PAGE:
As the Bush administration steps up its accusations that the Democratic People’s Republic of Korea (DPRK, or North Korea) is planning to test a long-range missile that could reach the United States, North Korean officials are calling for dialogue based on mutual respect.

“We are aware of the U.S. concerns about our missile test-launch,” Han Song Ryol, deputy chief of the DPRK’s UN mission, told South Korea’s Yonhap News agency on June 21. “So our position is that we should resolve the issue through negotiations.”

While the North is calling for talks, the Bush administration has taken a hard line. “You don’t initiate talks by threatening to launch an ICBM,” said John Bolton, U.S. ambassador to the UN.

Some have gone even further. In a recent Washington Post op-ed, Ashton B. Carter and William J. Perry, top Defense Department officials during the Clinton administration, called for a pre-emptive attack on North Korea to destroy its missile capabilities.

However, many Democrats and even some Republicans have called for a much more moderate approach. Sen. Richard Lugar (R-Ind.), chair of the Senate Foreign Relations Committee, and Sen. Chuck Hagel (R-Neb.) said the administration should agree to a demand North Korea has been making for years: direct talks between the two countries.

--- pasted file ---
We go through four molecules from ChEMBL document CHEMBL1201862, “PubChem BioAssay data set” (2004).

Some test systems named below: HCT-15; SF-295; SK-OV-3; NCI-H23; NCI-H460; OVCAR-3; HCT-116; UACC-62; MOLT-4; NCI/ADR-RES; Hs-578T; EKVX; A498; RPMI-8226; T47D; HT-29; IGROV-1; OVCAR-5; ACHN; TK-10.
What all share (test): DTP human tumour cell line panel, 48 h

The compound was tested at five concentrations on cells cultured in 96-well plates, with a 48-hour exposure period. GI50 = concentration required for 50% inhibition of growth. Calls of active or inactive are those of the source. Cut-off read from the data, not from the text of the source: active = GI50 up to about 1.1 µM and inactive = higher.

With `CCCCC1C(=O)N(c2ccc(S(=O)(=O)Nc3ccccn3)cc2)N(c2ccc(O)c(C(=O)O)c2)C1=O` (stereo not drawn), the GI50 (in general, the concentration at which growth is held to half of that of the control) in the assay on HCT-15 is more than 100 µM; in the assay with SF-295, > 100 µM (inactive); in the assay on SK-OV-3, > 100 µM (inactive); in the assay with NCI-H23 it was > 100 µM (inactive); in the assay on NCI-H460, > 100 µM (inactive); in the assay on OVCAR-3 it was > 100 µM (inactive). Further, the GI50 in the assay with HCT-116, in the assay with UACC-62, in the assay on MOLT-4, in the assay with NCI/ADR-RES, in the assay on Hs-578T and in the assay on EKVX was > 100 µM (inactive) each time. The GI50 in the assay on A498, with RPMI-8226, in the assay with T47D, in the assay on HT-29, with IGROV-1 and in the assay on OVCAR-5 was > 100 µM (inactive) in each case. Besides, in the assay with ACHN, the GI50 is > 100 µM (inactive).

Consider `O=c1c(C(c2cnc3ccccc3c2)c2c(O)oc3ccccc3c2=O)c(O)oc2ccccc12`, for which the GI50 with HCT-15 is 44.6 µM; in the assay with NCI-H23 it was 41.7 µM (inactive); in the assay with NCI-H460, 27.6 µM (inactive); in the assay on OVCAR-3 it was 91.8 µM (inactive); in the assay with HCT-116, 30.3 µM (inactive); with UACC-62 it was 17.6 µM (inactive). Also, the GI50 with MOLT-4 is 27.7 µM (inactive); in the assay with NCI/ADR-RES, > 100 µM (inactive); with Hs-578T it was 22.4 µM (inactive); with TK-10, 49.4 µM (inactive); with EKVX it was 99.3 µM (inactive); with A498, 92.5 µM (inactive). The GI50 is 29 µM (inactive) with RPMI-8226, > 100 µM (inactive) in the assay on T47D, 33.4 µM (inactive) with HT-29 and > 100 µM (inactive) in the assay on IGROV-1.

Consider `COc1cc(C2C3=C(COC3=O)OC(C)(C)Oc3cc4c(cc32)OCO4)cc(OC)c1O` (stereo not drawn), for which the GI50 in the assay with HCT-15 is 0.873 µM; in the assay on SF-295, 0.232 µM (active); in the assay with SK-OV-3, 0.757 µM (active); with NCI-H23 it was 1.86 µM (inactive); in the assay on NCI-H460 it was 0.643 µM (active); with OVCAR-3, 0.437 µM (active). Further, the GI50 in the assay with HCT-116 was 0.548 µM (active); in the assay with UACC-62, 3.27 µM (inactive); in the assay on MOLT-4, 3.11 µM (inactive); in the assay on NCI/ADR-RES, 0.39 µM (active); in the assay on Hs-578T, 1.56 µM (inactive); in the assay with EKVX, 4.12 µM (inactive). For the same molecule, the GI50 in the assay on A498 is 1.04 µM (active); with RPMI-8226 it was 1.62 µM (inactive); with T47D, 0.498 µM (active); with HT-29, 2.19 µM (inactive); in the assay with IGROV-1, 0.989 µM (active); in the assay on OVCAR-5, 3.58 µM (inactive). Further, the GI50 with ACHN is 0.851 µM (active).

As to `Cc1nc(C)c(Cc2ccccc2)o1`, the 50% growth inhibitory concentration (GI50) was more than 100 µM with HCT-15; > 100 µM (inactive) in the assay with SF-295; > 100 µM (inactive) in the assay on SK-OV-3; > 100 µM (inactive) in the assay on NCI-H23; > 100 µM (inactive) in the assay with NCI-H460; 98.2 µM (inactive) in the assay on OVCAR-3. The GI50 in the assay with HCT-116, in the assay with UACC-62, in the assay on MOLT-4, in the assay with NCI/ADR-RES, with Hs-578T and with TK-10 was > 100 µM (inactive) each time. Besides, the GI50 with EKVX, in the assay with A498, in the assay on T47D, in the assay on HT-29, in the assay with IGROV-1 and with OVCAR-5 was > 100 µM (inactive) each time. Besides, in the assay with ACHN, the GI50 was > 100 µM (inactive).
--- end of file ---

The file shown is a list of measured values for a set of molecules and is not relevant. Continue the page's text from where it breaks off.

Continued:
While Seoul, under U.S. pressure, has recently threatened reprisals if the DPRK were to launch a satellite or missile, its government has taken a somewhat different stance than that of the U.S.

South Korea’s National Intelligence Service said it was unlikely that North Korea was about to launch a missile. An unnamed South Korean official, quoted June 21 in the Washington Post, said his government was not terribly concerned and that he did not see why there was “such a fuss” in other countries.

North Korea has declined to furnish details about its missile testing plans, arguing that the U.S., which maintains a huge nuclear arsenal and has 30,000 soldiers stationed at the DPRK’s border, has no right to demand such information.

“North Korea as a sovereign state has the right to develop, deploy, test fire and export a missile,” the DPRK’s Han said.

While the mainstream news media has been reporting as hard fact that the DPRK is about to launch a military-oriented Taepodong-2 missile, it is not even clear this is so. It may instead be planning to launch a satellite, said Chosun Shinbo, newspaper of the General Association of Korean Residents in Japan, a group that is known to be friendly to the North.

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